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enum problem

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i have an enumeration problem in C++ could someone tell me whats up with this code? the compiler tells me several things, that theres a "parse error" before the 'numeric constant' in the enum dec on line 5 also, when i declare ERRCODE result, it says its storage size is unknown. and lots more...but i think it all leads back to the first problem #include <iostream> using namespace std; enum ERRCODE { SUCCESS, ERROR }; ERRCODE Factor(int , int&, int&); int main() { int number, squared, cubed; ERRCODE result; cout<<"enter a number (0-20): "; cin>>number; result=Factor(number, squared, cubed); if(result==SUCCESS) { cout<<"\nnumber: "<<number<<endl; cout<<"\nsquared: "<<squared<<endl; cout<<"\ncubed: "<<cubed<<endl; } else cout<<"ERROR FOUND!!"<<endl; char res; cin>>res; return 0; } ERRCODE Factor(int n, int &rSquared, int &rCubed) { if(n>20) return ERROR; else { rSquared=n*n; rCubed=n*n*n; return SUCCESS; } }

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glancing once at the code....you need to start your enum...you cant just declare an enum without at least initializing the first one...at least im pretty sure...


enum ERRCODE { SUCCESS = 0, ERROR };

try that...if it still breaks...its most likely something else

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Quote:
Original post by Tang of the Mountain
enum ERRCODE { SUCCESS = 0, ERROR };


You only need to set the first one if you want it to start at somthing besides 0.

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i initialized it to zero(SUCCESS in the enum) but it still did not work
and i use Dev 4.9.8.0, for the record
oh, and sorry about the long code, i just found out about the


tags; i'll use them from now on
i appreciate any help given

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If it works on MSVC and not Dev-cpp, the only guess I have is that "SUCCESS" or "ERROR" is already defined as somthing. This is just a guess, but try changig the names to SUCCESS1 and ERROR1 or somthing...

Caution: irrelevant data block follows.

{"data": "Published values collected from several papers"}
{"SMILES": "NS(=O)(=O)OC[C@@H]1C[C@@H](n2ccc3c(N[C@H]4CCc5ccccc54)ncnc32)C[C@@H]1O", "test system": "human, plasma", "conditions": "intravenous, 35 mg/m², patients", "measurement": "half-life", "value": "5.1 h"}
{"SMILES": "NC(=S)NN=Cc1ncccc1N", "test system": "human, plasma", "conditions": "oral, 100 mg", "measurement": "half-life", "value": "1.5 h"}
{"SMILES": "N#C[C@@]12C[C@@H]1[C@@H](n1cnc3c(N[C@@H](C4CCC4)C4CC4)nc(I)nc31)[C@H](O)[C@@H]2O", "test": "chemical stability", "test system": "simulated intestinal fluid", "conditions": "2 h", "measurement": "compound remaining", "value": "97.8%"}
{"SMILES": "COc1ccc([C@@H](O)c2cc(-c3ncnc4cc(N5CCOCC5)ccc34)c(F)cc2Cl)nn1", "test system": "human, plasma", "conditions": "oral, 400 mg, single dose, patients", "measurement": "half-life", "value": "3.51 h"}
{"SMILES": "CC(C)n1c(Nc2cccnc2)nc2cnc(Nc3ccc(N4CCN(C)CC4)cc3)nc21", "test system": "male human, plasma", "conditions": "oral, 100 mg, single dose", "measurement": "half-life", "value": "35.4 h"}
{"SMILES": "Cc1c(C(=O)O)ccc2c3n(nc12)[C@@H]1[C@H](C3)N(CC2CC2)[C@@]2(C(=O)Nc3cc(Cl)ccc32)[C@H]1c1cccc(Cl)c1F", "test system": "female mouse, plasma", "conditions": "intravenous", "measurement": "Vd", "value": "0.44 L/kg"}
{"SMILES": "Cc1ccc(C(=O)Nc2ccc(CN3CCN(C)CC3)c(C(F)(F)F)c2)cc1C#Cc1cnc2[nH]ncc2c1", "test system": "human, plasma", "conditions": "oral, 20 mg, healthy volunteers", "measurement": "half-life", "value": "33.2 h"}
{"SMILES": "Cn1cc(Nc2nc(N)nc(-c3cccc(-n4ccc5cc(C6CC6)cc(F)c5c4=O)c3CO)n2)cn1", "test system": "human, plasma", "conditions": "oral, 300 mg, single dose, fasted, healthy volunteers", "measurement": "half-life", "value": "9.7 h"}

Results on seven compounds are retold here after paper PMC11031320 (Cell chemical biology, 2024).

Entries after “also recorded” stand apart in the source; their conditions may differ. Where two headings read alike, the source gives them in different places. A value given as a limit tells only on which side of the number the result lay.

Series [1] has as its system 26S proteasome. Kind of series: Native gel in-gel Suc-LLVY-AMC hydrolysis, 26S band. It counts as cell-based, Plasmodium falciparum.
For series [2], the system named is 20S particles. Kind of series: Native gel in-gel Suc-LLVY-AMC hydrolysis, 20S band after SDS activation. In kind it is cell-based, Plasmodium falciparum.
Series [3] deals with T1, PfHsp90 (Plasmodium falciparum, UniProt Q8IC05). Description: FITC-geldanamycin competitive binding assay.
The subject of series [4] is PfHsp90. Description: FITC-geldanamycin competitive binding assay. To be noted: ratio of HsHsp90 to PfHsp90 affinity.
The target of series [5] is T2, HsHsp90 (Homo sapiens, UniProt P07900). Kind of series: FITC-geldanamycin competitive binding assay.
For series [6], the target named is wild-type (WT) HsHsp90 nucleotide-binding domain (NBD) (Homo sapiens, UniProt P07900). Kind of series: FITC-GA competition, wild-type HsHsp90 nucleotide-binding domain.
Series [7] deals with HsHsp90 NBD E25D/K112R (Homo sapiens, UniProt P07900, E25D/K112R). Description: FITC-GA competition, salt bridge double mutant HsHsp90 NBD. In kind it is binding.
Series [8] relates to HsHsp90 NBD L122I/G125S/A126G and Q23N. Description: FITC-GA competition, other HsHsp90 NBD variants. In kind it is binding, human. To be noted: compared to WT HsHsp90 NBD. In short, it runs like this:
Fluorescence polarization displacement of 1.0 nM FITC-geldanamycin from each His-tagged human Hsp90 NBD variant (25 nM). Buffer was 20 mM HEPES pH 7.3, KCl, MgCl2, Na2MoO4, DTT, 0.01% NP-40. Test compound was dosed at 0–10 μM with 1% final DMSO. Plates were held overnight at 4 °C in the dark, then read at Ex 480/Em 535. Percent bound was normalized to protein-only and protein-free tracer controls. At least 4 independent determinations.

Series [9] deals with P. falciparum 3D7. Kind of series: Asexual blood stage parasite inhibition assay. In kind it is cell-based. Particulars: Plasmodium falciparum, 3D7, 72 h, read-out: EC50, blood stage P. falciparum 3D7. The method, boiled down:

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wow, that actually worked
but where in iostream would ERROR and SUCCESS be defined?
i can see ERROR being in there, but not the other...

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Err, there is another forum for programming spcefic questions, but whatever.

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as a general rule of thumb, try to avoid really generic names. I know they're convenient, but it also means they have been convenient to thousands of other developers out there. I'm probly shooting myself saying this, but try to make the constant names a *bit* cryptic (yet readable) like appending an abbreviation or something. It makes names clashes all the less likely.

also, utilize namespaces when using enumerators and C++ style constants. #define constants tend to cause name pollutions and i dun think they can be contained within namespaces, but correct me if i'm wrong. Namespaced constants/enums are a better way to use 'common names' like success or error as long as they do not collide with preprocessor constants.

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